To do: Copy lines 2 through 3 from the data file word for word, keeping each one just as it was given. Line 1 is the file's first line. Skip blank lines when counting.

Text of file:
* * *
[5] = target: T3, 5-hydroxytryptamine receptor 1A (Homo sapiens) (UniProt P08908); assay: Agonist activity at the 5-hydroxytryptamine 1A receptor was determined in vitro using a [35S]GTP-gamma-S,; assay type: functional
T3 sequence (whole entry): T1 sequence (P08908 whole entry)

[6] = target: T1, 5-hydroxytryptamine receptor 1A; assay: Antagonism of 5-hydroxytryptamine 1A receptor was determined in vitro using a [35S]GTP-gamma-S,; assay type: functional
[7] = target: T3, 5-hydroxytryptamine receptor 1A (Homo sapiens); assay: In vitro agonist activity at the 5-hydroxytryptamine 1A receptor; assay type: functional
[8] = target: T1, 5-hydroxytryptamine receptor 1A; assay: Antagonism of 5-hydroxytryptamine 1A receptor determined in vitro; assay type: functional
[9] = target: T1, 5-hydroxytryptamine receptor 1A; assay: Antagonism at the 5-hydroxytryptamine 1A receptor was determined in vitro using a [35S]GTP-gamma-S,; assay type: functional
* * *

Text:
T3 sequence (whole entry): T1 sequence (P08908 whole entry)

[6] = target: T1, 5-hydroxytryptamine receptor 1A; assay: Antagonism of 5-hydroxytryptamine 1A receptor was determined in vitro using a [35S]GTP-gamma-S,; assay type: functional